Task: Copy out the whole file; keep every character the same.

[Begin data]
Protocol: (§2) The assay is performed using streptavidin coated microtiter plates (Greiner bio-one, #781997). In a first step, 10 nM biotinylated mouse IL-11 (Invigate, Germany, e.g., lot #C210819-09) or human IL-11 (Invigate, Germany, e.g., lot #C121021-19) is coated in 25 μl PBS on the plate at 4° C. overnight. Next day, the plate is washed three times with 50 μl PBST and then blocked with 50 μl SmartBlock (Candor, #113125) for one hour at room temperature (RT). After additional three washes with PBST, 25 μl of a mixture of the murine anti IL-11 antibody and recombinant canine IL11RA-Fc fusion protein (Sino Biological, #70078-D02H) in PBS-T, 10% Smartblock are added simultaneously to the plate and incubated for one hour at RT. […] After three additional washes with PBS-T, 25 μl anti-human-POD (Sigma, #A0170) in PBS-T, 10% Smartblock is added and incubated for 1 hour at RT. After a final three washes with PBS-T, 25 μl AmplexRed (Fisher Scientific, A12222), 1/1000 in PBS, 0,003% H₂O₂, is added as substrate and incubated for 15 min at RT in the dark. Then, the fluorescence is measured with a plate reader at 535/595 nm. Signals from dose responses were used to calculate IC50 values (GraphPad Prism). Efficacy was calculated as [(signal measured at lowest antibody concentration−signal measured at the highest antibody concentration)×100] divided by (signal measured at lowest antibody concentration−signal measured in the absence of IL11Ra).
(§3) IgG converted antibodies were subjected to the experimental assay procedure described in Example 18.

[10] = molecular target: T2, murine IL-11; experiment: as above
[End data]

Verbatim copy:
Protocol: (§2) The assay is performed using streptavidin coated microtiter plates (Greiner bio-one, #781997). In a first step, 10 nM biotinylated mouse IL-11 (Invigate, Germany, e.g., lot #C210819-09) or human IL-11 (Invigate, Germany, e.g., lot #C121021-19) is coated in 25 μl PBS on the plate at 4° C. overnight. Next day, the plate is washed three times with 50 μl PBST and then blocked with 50 μl SmartBlock (Candor, #113125) for one hour at room temperature (RT). After additional three washes with PBST, 25 μl of a mixture of the murine anti IL-11 antibody and recombinant canine IL11RA-Fc fusion protein (Sino Biological, #70078-D02H) in PBS-T, 10% Smartblock are added simultaneously to the plate and incubated for one hour at RT. […] After three additional washes with PBS-T, 25 μl anti-human-POD (Sigma, #A0170) in PBS-T, 10% Smartblock is added and incubated for 1 hour at RT. After a final three washes with PBS-T, 25 μl AmplexRed (Fisher Scientific, A12222), 1/1000 in PBS, 0,003% H₂O₂, is added as substrate and incubated for 15 min at RT in the dark. Then, the fluorescence is measured with a plate reader at 535/595 nm. Signals from dose responses were used to calculate IC50 values (GraphPad Prism). Efficacy was calculated as [(signal measured at lowest antibody concentration−signal measured at the highest antibody concentration)×100] divided by (signal measured at lowest antibody concentration−signal measured in the absence of IL11Ra).
(§3) IgG converted antibodies were subjected to the experimental assay procedure described in Example 18.

[10] = molecular target: T2, murine IL-11; experiment: as above